Succinate dehydrogenase (SDH)-deficient renal carcinoma: a morphologically distinct entity: a clinicopathologic series of 36 tumors from 27 patients

Anthony J. Gill (Lead / Corresponding author), Ondrej Hes, Thomas Papathomas, Monika Sedivcová, Puay Hoon Tan, Abbas Agaimy, Per Arne Andresen, Andrew Kedziora, Adele Clarkson, Christopher W. Toon, Loretta Sioson, Nicole Watson, Angela Chou, Julie Paik, Roderick J Clifton-Bligh, Bruce G Robinson, Diana E. Benn, Kirsten Hills, Fiona Maclean, Nicolasine D NiemeijerLjiljana Vlatkovic, Arndt Hartmann, Eleonora P M Corssmit, Geert J L H van Leenders, Christopher Przybycin, Jesse K McKenney, Cristina Magi-Galluzzi, Asli Yilmaz, Darryl Yu, Katherine D Nicoll, Jim L Yong, Mathilde Sibony, Evgeny Yakirevich, Stewart Fleming, Chung W Chow, Markku Miettinen, Michal Michal, Kiril Trpkov

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    Abstract

    Succinate dehydrogenase (SDH)-deficient renal carcinoma has been accepted as a provisional entity in the 2013 International Society of Urological Pathology Vancouver Classification. To further define its morphologic and clinical features, we studied a multi-institutional cohort of 36 SDH-deficient renal carcinomas from 27 patients, including 21 previously unreported cases. We estimate that 0.05% to 0.2% of all renal carcinomas are SDH deficient. Mean patient age at presentation was 37 years (range, 14 to 76 y), with a slight male predominance (M:F=1.7:1). Bilateral tumors were observed in 26% of patients. Thirty-four (94%) tumors demonstrated the previously reported morphology at least focally, which included: solid or focally cystic growth, uniform cytology with eosinophilic flocculent cytoplasm, intracytoplasmic vacuolations and inclusions, and round to oval low-grade nuclei. All 17 patients who underwent genetic testing for mutation in the SDH subunits demonstrated germline mutations (16 in SDHB and 1 in SDHC). Nine of 27 (33%) patients developed metastatic disease, 2 of them after prolonged follow-up (5.5 and 30 y). Seven of 10 patients (70%) with high-grade nuclei metastasized as did all 4 patients with coagulative necrosis. Two of 17 (12%) patients with low-grade nuclei metastasized, and both had unbiopsied contralateral tumors, which may have been the origin of the metastatic disease. In conclusion, SDH-deficient renal carcinoma is a rare and unique type of renal carcinoma, exhibiting stereotypical morphologic features in the great majority of cases and showing a strong relationship with SDH germline mutation. Although this tumor may undergo dedifferentiation and metastasize, sometimes after a prolonged delay, metastatic disease is rare in the absence of high-grade nuclear atypia or coagulative necrosis.This is an open-access article distributed under the terms of the Creative Commons Attribution-NonCommercial-NoDerivitives 3.0 License, where it is permissible to download and share the work provided it is properly cited. The work cannot be changed in any way or used commercially. http://creativecommons.org/licenses/by-nc-nd/3.0.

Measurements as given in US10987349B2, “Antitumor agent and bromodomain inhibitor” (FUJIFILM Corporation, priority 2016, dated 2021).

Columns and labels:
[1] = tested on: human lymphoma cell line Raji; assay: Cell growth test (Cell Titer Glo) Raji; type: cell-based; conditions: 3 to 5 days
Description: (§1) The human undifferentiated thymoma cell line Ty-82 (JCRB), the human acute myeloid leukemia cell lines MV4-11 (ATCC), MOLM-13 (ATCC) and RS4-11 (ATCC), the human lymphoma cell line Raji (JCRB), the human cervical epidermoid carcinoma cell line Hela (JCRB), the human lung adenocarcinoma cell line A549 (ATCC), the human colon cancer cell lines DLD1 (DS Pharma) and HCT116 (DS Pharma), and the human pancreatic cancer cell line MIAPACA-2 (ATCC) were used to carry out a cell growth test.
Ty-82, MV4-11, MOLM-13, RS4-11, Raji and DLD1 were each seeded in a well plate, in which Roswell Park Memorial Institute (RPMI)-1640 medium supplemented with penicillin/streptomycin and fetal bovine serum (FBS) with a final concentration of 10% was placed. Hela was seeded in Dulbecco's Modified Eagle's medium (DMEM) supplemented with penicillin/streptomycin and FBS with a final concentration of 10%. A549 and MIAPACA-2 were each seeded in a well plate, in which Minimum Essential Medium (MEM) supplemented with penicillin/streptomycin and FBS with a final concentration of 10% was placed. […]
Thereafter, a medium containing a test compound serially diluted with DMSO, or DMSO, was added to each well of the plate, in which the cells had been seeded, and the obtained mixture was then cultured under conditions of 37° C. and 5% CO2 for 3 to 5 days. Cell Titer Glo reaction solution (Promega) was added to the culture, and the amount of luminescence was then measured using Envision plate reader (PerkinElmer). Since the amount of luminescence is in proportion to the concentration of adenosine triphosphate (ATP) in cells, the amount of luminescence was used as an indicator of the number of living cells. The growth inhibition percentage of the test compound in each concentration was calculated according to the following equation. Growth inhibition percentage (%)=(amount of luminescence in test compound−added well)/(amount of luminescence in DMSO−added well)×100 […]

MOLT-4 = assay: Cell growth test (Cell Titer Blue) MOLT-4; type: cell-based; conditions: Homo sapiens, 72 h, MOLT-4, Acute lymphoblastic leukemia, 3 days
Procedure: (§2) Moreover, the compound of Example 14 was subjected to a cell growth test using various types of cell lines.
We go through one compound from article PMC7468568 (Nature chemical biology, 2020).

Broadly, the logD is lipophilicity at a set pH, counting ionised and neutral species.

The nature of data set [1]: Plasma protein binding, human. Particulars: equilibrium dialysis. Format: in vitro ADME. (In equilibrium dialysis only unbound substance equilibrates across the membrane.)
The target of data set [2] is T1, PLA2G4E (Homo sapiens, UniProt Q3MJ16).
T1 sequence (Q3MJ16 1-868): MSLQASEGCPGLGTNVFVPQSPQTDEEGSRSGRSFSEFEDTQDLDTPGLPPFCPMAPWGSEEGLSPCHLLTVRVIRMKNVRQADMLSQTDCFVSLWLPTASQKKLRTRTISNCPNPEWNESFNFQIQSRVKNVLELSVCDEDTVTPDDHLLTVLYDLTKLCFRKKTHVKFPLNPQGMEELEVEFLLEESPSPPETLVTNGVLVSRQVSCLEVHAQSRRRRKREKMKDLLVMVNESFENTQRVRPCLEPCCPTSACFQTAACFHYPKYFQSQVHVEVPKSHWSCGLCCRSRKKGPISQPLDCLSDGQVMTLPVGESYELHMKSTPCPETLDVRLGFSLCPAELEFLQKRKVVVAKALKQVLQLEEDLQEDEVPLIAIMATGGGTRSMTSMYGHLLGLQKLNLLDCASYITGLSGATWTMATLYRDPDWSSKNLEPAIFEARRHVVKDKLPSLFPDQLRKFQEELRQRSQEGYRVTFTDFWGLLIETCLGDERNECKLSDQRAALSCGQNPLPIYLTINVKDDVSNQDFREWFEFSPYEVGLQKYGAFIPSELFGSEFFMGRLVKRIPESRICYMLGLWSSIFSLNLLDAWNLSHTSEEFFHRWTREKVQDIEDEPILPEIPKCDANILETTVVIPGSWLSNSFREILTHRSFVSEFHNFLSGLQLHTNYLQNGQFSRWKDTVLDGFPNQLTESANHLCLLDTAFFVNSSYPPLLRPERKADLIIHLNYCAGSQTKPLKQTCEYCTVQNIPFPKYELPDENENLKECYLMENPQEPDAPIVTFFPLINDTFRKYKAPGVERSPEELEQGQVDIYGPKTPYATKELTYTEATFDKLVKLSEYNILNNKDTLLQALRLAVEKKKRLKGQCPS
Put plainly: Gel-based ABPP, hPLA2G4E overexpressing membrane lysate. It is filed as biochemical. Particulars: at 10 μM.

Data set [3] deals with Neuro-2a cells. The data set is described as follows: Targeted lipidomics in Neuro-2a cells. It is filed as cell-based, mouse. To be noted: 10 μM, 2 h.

Original languageEnglish
    Pages (from-to)1588-1602
    Number of pages15
    JournalAmerican Journal of Surgical Pathology
    Volume38
    Issue number12
    DOIs
    Publication statusPublished - Dec 2014

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  • Cite this

    Gill, A. J., Hes, O., Papathomas, T., Sedivcová, M., Tan, P. H., Agaimy, A., Andresen, P. A., Kedziora, A., Clarkson, A., Toon, C. W., Sioson, L., Watson, N., Chou, A., Paik, J., Clifton-Bligh, R. J., Robinson, B. G., Benn, D. E., Hills, K., Maclean, F., ... Trpkov, K. (2014). Succinate dehydrogenase (SDH)-deficient renal carcinoma: a morphologically distinct entity: a clinicopathologic series of 36 tumors from 27 patients. American Journal of Surgical Pathology, 38(12), 1588-1602. https://doi.org/10.1097/PAS.0000000000000292